Updated: Oct 28
By Bart Boehlert
The Metropolitan Museum of Art’s Costume Institute is taking a provocative look back at 150 years of fashion with its new show “About Time: Fashion and Duration,” which coincides with the museum’s 150th anniversary. With timed tickets, it runs from October 29, 2020 to February 7, 2021, and is sponsored by Louis Vuitton. This Costume Institute exhibit was meant to open in May as it does annually with the Met Gala, which is always held on the first Monday of that month and raises most of the funding for the department. All of this of course was canceled this year, but now, since the Met opened again in August, it’s “about time” for this show!
While putting this exhibition together, Andrew Bolton, the Wendy Yu Curator in Charge of The Costume Institute, decided early on to feature garments that were mainly black, creating a dramatic presentation. Bolton organized this show, which explores fashion and the passing of time, with 60 ensembles since there are 60 minutes in an hour. The continuum story of fashion begins with a black American mourning dress from 1870 and progresses through the years to 2020 with a white Viktor & Rolf haute couture dress made of surplus fabrics, representing a sustainable future. However, behind each primary outfit is a second one from a different era that is similar in shape or material or decoration, inviting the visitor to compare and contrast the pairings, and witness the cyclical nature of fashion.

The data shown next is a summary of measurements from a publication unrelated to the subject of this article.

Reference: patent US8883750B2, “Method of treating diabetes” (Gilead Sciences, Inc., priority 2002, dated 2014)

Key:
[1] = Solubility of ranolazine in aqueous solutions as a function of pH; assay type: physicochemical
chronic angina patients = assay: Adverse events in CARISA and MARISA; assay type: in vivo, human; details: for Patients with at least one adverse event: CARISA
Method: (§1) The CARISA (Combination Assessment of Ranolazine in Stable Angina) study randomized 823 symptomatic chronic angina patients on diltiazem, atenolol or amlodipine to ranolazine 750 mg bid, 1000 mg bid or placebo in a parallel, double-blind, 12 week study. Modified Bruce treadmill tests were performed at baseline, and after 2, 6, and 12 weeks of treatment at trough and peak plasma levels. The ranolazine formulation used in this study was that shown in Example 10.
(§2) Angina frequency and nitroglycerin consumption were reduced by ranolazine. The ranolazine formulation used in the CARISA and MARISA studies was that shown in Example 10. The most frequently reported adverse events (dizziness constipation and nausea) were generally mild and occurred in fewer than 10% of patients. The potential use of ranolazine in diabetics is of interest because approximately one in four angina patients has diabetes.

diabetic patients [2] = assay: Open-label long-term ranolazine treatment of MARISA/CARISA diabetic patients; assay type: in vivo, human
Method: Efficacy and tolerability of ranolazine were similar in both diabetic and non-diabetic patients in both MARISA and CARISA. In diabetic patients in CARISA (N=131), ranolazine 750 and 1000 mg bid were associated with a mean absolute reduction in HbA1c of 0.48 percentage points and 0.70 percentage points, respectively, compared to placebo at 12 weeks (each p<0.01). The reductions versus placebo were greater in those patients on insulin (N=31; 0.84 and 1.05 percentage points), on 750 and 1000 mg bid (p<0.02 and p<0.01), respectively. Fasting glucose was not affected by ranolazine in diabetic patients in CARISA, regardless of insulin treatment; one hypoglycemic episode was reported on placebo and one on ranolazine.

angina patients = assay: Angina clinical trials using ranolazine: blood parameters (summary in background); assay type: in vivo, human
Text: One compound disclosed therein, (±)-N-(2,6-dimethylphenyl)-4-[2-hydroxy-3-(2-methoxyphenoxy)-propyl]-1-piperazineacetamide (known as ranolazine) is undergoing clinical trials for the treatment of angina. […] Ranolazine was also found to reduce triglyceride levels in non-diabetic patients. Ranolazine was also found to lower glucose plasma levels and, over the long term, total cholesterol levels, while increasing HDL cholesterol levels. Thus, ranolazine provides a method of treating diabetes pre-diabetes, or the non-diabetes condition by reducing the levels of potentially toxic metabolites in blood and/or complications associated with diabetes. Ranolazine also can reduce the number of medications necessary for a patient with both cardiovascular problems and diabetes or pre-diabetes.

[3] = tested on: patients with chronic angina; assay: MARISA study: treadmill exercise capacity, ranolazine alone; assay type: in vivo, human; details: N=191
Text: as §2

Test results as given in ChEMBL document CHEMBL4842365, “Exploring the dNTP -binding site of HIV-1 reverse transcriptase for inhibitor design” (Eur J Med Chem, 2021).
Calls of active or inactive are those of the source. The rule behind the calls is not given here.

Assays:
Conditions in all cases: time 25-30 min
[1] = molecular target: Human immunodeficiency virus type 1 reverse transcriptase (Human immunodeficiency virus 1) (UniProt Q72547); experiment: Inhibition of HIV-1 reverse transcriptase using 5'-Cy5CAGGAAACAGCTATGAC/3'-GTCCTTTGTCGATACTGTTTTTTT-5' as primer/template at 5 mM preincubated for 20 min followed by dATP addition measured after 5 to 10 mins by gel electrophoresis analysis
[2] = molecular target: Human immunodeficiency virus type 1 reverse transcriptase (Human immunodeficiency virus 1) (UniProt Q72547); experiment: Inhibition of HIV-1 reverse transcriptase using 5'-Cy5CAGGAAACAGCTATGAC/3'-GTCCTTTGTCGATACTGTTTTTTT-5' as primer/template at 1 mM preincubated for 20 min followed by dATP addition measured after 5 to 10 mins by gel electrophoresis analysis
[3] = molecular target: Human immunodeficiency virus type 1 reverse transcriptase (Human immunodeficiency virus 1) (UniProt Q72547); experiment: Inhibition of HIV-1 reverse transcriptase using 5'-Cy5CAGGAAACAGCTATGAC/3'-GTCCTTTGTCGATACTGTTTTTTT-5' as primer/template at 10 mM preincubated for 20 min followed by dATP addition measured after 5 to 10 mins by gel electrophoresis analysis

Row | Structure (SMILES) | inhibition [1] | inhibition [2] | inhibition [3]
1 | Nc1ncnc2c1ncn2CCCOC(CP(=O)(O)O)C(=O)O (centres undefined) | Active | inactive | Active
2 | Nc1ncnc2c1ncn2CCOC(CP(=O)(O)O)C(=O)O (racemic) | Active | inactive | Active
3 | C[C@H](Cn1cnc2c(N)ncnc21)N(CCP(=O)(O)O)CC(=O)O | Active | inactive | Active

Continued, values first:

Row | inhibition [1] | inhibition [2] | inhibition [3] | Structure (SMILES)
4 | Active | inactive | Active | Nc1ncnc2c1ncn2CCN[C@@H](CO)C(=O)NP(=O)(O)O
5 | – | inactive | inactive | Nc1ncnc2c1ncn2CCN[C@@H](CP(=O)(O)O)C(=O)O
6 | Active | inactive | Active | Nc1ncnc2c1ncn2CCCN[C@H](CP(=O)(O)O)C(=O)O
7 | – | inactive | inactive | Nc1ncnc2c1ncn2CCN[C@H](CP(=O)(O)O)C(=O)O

The exhibition’s two galleries were designed around a clock theme by London-based artist Es Devlin, who is well known for creating imaginative stage sets and environments. The first dark gallery with black walls gives way to a short hallway that leads to bright light in a second large gallery that dazzles with silvery mirroring. Overhead, the soundtrack features Meryl Streep, Nicole Kidman and Julianne Moore reading excerpts from Virginia Woolf’s Orlando; the three actresses starred in the movie The Hours, based on the novel by Michael Cunningham, which was inspired by Woolf.
The parade of black clothes on display, most of which are drawn from the Costume Institute’s permanent collection, illustrate the history of fashion but are also mysterious and evoke the passing of time. Some of the pairings are love letters between designers, curator Bolton explained to this reporter at an exhibition preview. “They are homages of mutual admiration,” said Bolton, pointing out how Miuccia Prada’s little black slip of a dress from 2011 echoes Yves Saint Laurent’s sleeveless, low-waisted black dress from 1966. In turn, Yves Saint Laurent’s 1978 “broken mirror” jacket, the back of which is decorated with silver foil fractured in a gold strip frame, was inspired by Elsa Schiaparelli’s 1938 evening jacket embroidered with mirrors and gold cording. But none of the pairings on view are a simple copy or imitation. “Fashion never repeats itself,” said Bolton. “It reinvents itself. Fashion may look to the past but it always reflects the time in which it lives.” This striking show thoughtfully explores that history up until early 2020. It remains to be seen how fashion will interpret the unprecedented times we are living through now.
Click through for a slideshow of images from the exhibition.